Weather made a big impact over Memorial Day Weekend, with flooding closing campgrounds in Texas, Arkansas and Missouri while California drought continues to impact camping and a dry spell meant no s’mores in New England until late evenings.
Lake Wister in Arkansas flooded campers out, rising 24 feet above normal television station KHBS reported. In Van Buren, Ark., Lee Creek RV Campground was submerged this morning (May 26), television station KFSM reported.
In Tipton Ford, Mo., Waters Edge Campground was evacuated to flooding. The campground manager told television station KSNF that the rainfall has really hurt the campsite’s profits. “Realistically, we’ve probably lost at least, you know, 75% of what we anticipated that we would probably have this weekend,” said Scott Whitman, manager.
But some of the worst flooding happened in Texas (see video to the right) and Oklahoma.
Reuters reported that rescue workers searched this morning for 12 people missing in Texas after torrential rains slammed the state and Oklahoma during the Memorial Day weekend, killing seven people and causing floods that destroyed homes and swept away bridges.
More bad weather was expected with the National Weather Service issuing a flash flood warning on Tuesday morning for Houston, the nation’s fourth most-populous city, as a line of thunderstorms moved along the Gulf of Mexico coast from Texas toward Florida.
Five people were killed in Texas on Monday and two in Oklahoma, where thunderstorms and tornadoes slammed several parts of the state.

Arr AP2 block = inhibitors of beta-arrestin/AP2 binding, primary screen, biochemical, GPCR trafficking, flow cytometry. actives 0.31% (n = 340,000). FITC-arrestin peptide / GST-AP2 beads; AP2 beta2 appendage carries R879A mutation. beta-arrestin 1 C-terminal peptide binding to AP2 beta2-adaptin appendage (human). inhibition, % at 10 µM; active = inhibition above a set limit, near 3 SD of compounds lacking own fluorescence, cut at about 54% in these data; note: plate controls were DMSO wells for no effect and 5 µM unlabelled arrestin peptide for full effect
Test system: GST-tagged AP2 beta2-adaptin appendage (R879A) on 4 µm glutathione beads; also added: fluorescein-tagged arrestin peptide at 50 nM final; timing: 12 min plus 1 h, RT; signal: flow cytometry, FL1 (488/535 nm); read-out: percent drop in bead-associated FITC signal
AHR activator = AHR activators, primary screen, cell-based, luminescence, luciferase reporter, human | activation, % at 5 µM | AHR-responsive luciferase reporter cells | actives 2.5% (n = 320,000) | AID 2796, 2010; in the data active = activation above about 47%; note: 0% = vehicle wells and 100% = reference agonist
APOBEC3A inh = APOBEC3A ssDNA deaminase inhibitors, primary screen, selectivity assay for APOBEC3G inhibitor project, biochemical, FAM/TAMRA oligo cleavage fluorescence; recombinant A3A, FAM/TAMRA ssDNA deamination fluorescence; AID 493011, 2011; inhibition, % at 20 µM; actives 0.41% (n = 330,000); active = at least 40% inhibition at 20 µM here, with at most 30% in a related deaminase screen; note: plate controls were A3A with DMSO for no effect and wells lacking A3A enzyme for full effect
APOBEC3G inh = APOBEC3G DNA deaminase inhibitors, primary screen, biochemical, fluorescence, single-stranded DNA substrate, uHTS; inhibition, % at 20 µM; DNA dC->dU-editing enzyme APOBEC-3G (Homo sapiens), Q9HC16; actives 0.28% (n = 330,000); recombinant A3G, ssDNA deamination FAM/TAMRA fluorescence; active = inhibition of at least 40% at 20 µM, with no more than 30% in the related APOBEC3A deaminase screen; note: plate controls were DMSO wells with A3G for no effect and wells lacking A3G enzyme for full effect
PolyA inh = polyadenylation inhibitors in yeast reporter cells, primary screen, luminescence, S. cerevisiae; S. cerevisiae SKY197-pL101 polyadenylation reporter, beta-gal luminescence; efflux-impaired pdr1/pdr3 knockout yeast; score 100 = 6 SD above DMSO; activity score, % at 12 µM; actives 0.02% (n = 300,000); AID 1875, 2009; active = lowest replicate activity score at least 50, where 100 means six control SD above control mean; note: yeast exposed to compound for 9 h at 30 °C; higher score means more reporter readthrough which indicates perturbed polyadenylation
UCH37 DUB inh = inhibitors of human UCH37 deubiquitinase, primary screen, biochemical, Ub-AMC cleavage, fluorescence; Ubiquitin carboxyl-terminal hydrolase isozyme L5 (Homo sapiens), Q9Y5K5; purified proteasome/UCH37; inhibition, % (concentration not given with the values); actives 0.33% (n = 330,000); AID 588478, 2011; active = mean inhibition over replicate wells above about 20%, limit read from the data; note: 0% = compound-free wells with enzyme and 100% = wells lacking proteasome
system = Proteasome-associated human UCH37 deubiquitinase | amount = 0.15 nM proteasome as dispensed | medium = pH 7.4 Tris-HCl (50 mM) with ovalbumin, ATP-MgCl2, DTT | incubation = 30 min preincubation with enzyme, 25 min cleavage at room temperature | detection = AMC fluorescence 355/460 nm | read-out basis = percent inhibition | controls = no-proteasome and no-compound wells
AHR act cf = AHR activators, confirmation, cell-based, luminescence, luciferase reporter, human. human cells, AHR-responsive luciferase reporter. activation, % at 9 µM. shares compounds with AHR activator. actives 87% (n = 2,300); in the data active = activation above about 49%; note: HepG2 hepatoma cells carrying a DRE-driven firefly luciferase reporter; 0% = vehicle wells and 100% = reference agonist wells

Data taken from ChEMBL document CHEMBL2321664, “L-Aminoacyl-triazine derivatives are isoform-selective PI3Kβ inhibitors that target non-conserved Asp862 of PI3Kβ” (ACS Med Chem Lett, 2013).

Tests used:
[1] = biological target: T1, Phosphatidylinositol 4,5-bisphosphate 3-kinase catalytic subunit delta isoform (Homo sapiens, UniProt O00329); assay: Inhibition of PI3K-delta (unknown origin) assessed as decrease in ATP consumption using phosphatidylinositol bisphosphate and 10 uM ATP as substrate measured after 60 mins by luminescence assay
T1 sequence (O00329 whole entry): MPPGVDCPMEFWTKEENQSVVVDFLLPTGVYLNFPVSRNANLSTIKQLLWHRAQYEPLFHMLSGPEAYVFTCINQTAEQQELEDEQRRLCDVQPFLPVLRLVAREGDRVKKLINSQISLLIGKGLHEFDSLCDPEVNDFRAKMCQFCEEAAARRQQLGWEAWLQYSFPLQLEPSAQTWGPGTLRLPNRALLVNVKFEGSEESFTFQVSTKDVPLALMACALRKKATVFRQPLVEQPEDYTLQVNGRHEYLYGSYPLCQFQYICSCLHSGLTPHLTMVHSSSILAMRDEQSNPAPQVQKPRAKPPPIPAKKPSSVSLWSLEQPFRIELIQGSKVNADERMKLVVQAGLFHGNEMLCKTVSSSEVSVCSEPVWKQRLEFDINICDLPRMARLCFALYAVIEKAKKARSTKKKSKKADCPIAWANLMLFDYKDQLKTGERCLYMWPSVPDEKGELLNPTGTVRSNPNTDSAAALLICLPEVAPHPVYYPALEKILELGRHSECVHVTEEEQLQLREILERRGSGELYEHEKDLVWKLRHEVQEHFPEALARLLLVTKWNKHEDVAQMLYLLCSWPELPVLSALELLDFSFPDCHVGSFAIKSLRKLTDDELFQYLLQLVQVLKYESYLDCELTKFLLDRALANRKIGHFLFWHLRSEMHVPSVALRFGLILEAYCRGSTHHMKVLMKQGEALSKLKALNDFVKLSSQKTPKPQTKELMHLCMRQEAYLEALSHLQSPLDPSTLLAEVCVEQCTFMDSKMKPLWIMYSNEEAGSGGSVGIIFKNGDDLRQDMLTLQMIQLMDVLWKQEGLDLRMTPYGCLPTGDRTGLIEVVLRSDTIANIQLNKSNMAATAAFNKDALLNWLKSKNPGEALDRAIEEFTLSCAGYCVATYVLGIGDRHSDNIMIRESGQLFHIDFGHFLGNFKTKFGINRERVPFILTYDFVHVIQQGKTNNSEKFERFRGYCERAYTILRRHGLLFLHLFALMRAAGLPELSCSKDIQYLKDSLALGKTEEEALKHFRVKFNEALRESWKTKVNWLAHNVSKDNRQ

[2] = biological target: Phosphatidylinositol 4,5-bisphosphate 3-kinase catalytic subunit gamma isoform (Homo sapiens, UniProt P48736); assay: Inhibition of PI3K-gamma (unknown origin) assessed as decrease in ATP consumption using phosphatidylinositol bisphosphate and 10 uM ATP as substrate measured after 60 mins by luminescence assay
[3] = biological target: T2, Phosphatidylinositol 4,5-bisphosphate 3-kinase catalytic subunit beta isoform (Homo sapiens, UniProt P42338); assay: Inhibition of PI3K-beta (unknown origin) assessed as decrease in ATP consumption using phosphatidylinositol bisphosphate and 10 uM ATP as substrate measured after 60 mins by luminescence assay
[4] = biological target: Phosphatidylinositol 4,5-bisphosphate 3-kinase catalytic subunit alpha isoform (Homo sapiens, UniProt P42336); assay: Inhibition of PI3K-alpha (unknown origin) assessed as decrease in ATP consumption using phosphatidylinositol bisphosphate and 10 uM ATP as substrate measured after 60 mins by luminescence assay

Rescue workers looked for 12 members of two families missing after their vacation home was swept off its foundation in Wimberley, a town about 30 miles southwest of Austin, where flood waters caused a wave of destruction.
“It’s a tremendous clean up operation,” said Wimberley Mayor Steve Thurber. “(People) have lost their homes, they have lost their livelihoods in some businesses.”
In Bastrop, water breached the dam at Bastrop State Park Lake, television station KXAN reported.
The campground was been evacuated, and county officials worried about damage downstream. County officials said State Highway 71 was briefly flooded from water spilling out of the park.
In Blanco County, flooding destroyed RVs, destroyed a bridge and damaged roadways, according to another report from KXAN. “The rain just started a wall of water this weekend and headed on down,” said resident Art Brooks. As he walked along the Blanco River toward Blanco Settlement cabins and RV park, he saw road damage. “And I saw these RVs in the road and it just blew me away,” he said.
In Bandera, Pioneer RV Park and Riverside RV Park were among the places evacuated as the Medina River flooded Saturday, the Bandera Bulletin reported.
At the other end of the spectrum, dry conditions and temperatures in the 80s led to a campfire ban until 8 p.m. each day in Weare, N.H., television station WMUR reported. With the recent dry conditions, Eileen and Rick Bagley with Autumn Hills Campground in Weare said their customers took the news in stride.
“We spoke to everyone about being extra vigilant about their fires, and we gave everyone a florescent paper with instructions on what not to put in the fire. We made sure they had water buckets beside it, and hoses at the ready, and not to burn anything that could fly out of the fire pit,” said Eileen Bagley.
And on the West Coast, the years-long California drought led to the showers being shut off at Memorial County Park in Loma Mar, Calif., television station WGO reported.
The showers have been locked to help conserve water, since the park expected 2,000 campers over the weekend.
Pescadero Creek is the sole source of water for Memorial County Park, as well as the surrounding community.
“We want to be good neighbors, we want to share that water, we draw a lot, but we realize the residents also need to use the water as well, so that’s why we monitor our intake,” Carla Schoof from the San Mateo County Parks Department said.
If drought conditions get worse, flushable toilets could be the next thing to go.